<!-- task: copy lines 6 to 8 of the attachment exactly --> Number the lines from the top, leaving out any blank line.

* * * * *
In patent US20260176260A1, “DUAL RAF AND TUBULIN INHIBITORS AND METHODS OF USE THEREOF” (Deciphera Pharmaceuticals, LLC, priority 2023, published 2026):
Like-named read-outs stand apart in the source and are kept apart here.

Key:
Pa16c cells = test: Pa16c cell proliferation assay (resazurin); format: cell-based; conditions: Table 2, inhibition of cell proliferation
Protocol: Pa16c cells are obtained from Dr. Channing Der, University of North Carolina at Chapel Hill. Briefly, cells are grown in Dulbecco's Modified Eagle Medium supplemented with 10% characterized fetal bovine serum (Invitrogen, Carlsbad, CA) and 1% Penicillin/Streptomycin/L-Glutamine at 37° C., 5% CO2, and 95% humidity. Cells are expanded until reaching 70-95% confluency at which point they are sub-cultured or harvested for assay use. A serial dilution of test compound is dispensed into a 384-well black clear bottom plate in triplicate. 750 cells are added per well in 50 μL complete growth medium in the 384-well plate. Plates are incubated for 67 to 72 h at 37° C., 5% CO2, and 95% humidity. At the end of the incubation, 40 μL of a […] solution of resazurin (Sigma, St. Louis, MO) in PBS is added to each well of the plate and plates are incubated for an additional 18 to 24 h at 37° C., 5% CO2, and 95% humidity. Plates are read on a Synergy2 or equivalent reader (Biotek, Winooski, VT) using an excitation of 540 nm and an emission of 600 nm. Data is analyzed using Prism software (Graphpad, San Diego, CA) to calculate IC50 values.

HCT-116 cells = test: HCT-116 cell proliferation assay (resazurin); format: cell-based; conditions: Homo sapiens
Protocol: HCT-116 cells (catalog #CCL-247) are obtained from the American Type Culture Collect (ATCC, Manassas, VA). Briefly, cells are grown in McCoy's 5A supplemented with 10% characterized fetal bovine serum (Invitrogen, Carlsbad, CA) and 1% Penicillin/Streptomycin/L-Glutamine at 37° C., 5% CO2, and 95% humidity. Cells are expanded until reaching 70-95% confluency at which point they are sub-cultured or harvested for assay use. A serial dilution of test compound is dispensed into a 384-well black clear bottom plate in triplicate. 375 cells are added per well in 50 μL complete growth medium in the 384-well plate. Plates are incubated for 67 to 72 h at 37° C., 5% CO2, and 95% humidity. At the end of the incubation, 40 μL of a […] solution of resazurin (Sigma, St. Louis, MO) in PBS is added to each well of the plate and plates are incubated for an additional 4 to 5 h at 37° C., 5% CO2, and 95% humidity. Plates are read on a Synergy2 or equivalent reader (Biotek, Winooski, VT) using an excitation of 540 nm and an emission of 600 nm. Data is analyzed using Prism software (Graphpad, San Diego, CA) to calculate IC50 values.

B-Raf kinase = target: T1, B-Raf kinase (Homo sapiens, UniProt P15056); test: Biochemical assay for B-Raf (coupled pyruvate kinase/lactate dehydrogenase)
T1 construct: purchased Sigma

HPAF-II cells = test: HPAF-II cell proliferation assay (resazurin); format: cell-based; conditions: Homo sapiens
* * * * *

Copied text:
HCT-116 cells = test: HCT-116 cell proliferation assay (resazurin); format: cell-based; conditions: Homo sapiens
Protocol: HCT-116 cells (catalog #CCL-247) are obtained from the American Type Culture Collect (ATCC, Manassas, VA). Briefly, cells are grown in McCoy's 5A supplemented with 10% characterized fetal bovine serum (Invitrogen, Carlsbad, CA) and 1% Penicillin/Streptomycin/L-Glutamine at 37° C., 5% CO2, and 95% humidity. Cells are expanded until reaching 70-95% confluency at which point they are sub-cultured or harvested for assay use. A serial dilution of test compound is dispensed into a 384-well black clear bottom plate in triplicate. 375 cells are added per well in 50 μL complete growth medium in the 384-well plate. Plates are incubated for 67 to 72 h at 37° C., 5% CO2, and 95% humidity. At the end of the incubation, 40 μL of a […] solution of resazurin (Sigma, St. Louis, MO) in PBS is added to each well of the plate and plates are incubated for an additional 4 to 5 h at 37° C., 5% CO2, and 95% humidity. Plates are read on a Synergy2 or equivalent reader (Biotek, Winooski, VT) using an excitation of 540 nm and an emission of 600 nm. Data is analyzed using Prism software (Graphpad, San Diego, CA) to calculate IC50 values.

B-Raf kinase = target: T1, B-Raf kinase (Homo sapiens, UniProt P15056); test: Biochemical assay for B-Raf (coupled pyruvate kinase/lactate dehydrogenase)